Each year representatives from the PORTA and AC Boards of Education meet to discuss the Athletic Coop. These discussions are driven by current perceptions of the Coop and individual district's expectations of the cooperative. The PORTA Board has decided to hold a special meeting on January 29th at 6:30 in the High School Library to discuss who will represent PORTA at this annual meeting, share concerns and positive aspects of the COOP and to solicit public input. The PORTA Board seeks to facilitate honest transparent communication with the community in any and all issues that the district may face. If you have a perspective you would like to share please feel free to attend and participate.
January 29, 2018
1. Call to Order
2. Roll Call
3. Recognition of Persons Present:
4. Old Business:
5. New Business:
A. PORTA/AC Coop renewal Discussion
6. Additional Business
PORTA Will be in Session on Thursday January 4th. The temperatures predicted at 8:00 PM for the early morning hours do not meet the -20 wind chill standard the district follows. Please dress your children accordingly and as always, as a parent you have the right to keep your children home if you feel the conditions are not safe.
Guidelines for Temperature-Related School closings by Sangamon and Menard County School District Superintendents.
While individual districts must consider road conditions prior to making decisions about weather-related cancellations, the following will serve as a common guideline for cancellations due to extreme cold.
Districts will use www.accuweather.com to obtain an hour by hour forecast of air temperature and wind chill at 8:00 PM the evening prior to any decision about school cancellations due to temperature.
Springfield will be the central location used for all schools housed in Sangamon and Menard counties when determining the predicted temperatures.
If the combination of air temperature and wind chill is predicted to exceed -20 during the two hour window between 7:00 AM and 9:00 AM School will be cancelled.
Example—At 8:00 PM the accuweather predicts that the wind chill will reach -21 at 7:00 AM and -19 at 8:00 AM- School will be closed.
These guidelines assume roads are clear and that temperature is the sole factor for determining whether to conduct school.
The holiday season is often referred to as the “season of giving,” and PORTA Elementary’s second graders have had the opportunity to learn just what that means recently. The second grade team of Brent Davis, Darcy Hacke, Mary Kate Smith, and Stephanie Wankle put together something special this year to help the students understand and embrace giving.
The team explained they wanted to get away from the typical gift exchange at the grade school, noting the extra stress it puts on parents and guardians during an already busy time of the year, and because they wanted the students to see how grade schoolers—“little people”—could make a big difference by donating to charities.
Students began the unit by doing research about the various agencies in the area that help people in need. Smith details how her students began by reading the book, Wonder. For those who haven’t read it, Wonder, the New York Times book review says, is a story about Auggie, an unusual child, born with genetic abnormalities whose “facial disfigurations are so pronounced that people who see him for the first time do ‘that look-away thing.’” The book recounts Auggie’s journey to fit in to a society that, at first, doesn’t want to accept him. Smith’s students were so moved by the book, they decided to take the Children’s Craniofacial Association as their charity and raise money for it. More information on the association can be found at https://ccakids.org/.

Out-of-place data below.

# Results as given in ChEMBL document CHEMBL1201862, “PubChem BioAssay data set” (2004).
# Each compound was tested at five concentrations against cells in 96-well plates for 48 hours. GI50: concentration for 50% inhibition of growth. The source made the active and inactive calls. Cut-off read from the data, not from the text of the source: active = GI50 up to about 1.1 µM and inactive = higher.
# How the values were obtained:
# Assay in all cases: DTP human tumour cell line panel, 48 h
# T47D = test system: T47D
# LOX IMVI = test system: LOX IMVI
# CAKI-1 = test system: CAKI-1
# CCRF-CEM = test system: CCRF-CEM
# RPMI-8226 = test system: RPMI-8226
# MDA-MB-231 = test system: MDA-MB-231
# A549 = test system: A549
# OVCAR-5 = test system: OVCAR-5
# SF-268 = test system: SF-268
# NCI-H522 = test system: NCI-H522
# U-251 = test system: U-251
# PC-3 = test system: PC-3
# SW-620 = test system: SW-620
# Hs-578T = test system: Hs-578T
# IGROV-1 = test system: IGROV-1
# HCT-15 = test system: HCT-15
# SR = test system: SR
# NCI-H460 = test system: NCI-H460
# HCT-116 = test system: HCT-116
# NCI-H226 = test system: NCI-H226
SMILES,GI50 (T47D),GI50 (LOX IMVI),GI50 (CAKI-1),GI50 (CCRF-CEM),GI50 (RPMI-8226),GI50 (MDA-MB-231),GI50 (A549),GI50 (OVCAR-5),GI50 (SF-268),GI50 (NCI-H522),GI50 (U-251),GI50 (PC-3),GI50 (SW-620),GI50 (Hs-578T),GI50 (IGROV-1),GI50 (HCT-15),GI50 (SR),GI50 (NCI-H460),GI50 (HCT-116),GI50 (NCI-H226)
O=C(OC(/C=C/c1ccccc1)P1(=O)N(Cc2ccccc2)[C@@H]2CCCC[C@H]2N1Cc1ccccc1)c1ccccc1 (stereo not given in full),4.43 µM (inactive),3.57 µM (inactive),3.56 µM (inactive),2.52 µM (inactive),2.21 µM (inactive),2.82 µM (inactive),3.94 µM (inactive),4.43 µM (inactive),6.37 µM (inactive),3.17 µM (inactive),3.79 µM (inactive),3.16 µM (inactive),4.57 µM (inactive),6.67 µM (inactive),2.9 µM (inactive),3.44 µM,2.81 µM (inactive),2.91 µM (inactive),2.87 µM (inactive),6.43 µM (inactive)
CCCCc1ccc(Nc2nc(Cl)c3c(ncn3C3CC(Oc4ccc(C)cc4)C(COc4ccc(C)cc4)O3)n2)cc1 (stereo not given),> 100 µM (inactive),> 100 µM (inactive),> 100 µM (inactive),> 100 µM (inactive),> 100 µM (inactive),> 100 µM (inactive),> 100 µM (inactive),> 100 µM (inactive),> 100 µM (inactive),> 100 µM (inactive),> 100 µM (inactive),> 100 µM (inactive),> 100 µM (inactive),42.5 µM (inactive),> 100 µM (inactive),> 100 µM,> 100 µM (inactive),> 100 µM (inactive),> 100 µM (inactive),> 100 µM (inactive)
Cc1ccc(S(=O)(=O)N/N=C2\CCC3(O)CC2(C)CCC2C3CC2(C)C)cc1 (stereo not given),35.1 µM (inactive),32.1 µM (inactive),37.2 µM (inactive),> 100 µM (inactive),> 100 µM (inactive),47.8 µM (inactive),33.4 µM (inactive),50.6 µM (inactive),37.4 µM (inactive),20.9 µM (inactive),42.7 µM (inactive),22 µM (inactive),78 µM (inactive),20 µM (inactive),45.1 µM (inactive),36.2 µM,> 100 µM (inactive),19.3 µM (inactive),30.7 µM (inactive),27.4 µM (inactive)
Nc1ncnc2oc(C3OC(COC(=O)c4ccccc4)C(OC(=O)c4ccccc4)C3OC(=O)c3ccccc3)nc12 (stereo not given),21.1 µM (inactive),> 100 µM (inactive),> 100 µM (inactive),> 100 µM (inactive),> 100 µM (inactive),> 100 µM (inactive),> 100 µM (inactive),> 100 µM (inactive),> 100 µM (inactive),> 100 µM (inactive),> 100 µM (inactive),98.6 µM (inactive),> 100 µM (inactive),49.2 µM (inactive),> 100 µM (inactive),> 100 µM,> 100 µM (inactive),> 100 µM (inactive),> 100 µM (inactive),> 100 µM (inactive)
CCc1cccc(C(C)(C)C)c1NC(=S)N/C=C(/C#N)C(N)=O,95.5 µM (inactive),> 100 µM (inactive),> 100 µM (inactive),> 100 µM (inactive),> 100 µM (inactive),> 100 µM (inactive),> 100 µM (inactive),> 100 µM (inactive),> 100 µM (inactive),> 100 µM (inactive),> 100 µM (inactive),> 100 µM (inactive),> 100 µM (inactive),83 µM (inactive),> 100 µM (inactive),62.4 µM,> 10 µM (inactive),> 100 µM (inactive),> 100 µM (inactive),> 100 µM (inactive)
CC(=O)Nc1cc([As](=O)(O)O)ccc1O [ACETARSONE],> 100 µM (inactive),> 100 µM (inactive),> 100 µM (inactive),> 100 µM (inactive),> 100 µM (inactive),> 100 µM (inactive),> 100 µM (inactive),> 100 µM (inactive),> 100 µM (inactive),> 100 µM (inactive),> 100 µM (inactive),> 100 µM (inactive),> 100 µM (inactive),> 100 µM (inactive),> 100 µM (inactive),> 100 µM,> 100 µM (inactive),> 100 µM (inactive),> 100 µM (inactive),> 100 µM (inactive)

All the teachers wanted to keep their giving local, and Hacke’s class opted for Helping Hands, an agency that, according to their website, “was founded 28 years ago in Springfield to address the problem of homelessness and help those with the threat of homelessness to build lives of stability, security, and hope,” More information about Helping Hands can be found at http://www.helpinghandsofspringfield.org/.
Another agency the second graders chose, and Smith emphasized that the children made the choice of agencies, St. John’s Hospital, had close ties to the classroom. Some of the children had actually been born there, and others had family who work at the facility.
Raising money to support the various agencies has added to what teachers fondly call the “Holiday Mayhem,” but the drive for donations has been quite successful. Wankle described a “change war” in which the classes went to “war” with each other to see who could bring in the most change.
The donations were made to the charitable organizations on Wednesday, right before the holiday break. When the students return to school in January, they will enjoy a trip to the Mason City cinema where they will view the film, Wonder, which was just released in November and stars Julia Roberts, Owen Wilson, and Jacob Tremblay.
The National Education Association details some of the duties performed by school secretaries as being “public relations specialist when a parent has a complaint; school accountant; monitoring school clubs; nurse to ailing students; receptionist-hostess for guests; counselor to students and sometimes colleagues; administrative aide to faculty members; clerk to teachers; and communications officer to journalists.” At PORTA, secretaries do all this and often more.
Julia Territo, secretary at PORTA Central, describes her job as being “much more than a message taker. Some of our job requirements are technical and deadline oriented, such as state attendance reporting.” Given that average daily attendance figures have a direct effect on state aid the district receives, accurate record keeping and timely reporting is an absolute necessity at PORTA.